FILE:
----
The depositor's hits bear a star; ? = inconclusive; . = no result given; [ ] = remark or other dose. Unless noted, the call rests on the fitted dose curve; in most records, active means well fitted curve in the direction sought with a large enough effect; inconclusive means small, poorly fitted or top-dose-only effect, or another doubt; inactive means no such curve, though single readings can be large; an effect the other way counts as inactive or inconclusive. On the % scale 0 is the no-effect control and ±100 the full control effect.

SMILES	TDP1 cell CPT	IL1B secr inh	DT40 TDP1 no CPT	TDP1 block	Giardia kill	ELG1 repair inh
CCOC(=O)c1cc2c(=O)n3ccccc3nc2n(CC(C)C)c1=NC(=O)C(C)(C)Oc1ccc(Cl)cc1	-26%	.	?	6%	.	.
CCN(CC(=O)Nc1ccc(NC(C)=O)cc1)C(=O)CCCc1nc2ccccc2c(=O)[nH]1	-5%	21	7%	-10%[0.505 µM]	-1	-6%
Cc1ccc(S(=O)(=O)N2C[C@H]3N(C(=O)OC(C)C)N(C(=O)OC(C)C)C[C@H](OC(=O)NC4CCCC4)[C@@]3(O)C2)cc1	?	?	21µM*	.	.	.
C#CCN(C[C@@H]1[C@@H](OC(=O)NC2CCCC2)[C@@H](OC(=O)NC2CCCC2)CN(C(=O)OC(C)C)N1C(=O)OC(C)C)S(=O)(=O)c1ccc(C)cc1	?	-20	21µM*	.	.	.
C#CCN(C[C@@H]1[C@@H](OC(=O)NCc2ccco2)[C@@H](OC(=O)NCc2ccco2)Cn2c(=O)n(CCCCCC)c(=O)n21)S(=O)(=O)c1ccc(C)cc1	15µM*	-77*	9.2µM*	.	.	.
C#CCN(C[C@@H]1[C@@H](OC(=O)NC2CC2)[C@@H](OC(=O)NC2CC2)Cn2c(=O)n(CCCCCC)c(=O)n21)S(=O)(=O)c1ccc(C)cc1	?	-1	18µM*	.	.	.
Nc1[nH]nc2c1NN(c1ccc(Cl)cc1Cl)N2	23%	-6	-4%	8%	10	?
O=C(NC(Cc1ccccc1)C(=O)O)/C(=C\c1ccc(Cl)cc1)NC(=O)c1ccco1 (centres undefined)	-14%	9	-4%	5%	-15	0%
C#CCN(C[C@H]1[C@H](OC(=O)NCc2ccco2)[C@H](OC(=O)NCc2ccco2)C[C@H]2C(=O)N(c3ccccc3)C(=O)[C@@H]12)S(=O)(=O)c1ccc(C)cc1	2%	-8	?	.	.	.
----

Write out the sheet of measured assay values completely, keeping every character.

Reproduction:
The depositor's hits bear a star; ? = inconclusive; . = no result given; [ ] = remark or other dose. Unless noted, the call rests on the fitted dose curve; in most records, active means well fitted curve in the direction sought with a large enough effect; inconclusive means small, poorly fitted or top-dose-only effect, or another doubt; inactive means no such curve, though single readings can be large; an effect the other way counts as inactive or inconclusive. On the % scale 0 is the no-effect control and ±100 the full control effect.

SMILES	TDP1 cell CPT	IL1B secr inh	DT40 TDP1 no CPT	TDP1 block	Giardia kill	ELG1 repair inh
CCOC(=O)c1cc2c(=O)n3ccccc3nc2n(CC(C)C)c1=NC(=O)C(C)(C)Oc1ccc(Cl)cc1	-26%	.	?	6%	.	.
CCN(CC(=O)Nc1ccc(NC(C)=O)cc1)C(=O)CCCc1nc2ccccc2c(=O)[nH]1	-5%	21	7%	-10%[0.505 µM]	-1	-6%
Cc1ccc(S(=O)(=O)N2C[C@H]3N(C(=O)OC(C)C)N(C(=O)OC(C)C)C[C@H](OC(=O)NC4CCCC4)[C@@]3(O)C2)cc1	?	?	21µM*	.	.	.
C#CCN(C[C@@H]1[C@@H](OC(=O)NC2CCCC2)[C@@H](OC(=O)NC2CCCC2)CN(C(=O)OC(C)C)N1C(=O)OC(C)C)S(=O)(=O)c1ccc(C)cc1	?	-20	21µM*	.	.	.
C#CCN(C[C@@H]1[C@@H](OC(=O)NCc2ccco2)[C@@H](OC(=O)NCc2ccco2)Cn2c(=O)n(CCCCCC)c(=O)n21)S(=O)(=O)c1ccc(C)cc1	15µM*	-77*	9.2µM*	.	.	.
C#CCN(C[C@@H]1[C@@H](OC(=O)NC2CC2)[C@@H](OC(=O)NC2CC2)Cn2c(=O)n(CCCCCC)c(=O)n21)S(=O)(=O)c1ccc(C)cc1	?	-1	18µM*	.	.	.
Nc1[nH]nc2c1NN(c1ccc(Cl)cc1Cl)N2	23%	-6	-4%	8%	10	?
O=C(NC(Cc1ccccc1)C(=O)O)/C(=C\c1ccc(Cl)cc1)NC(=O)c1ccco1 (centres undefined)	-14%	9	-4%	5%	-15	0%
C#CCN(C[C@H]1[C@H](OC(=O)NCc2ccco2)[C@H](OC(=O)NCc2ccco2)C[C@H]2C(=O)N(c3ccccc3)C(=O)[C@@H]12)S(=O)(=O)c1ccc(C)cc1	2%	-8	?	.	.	.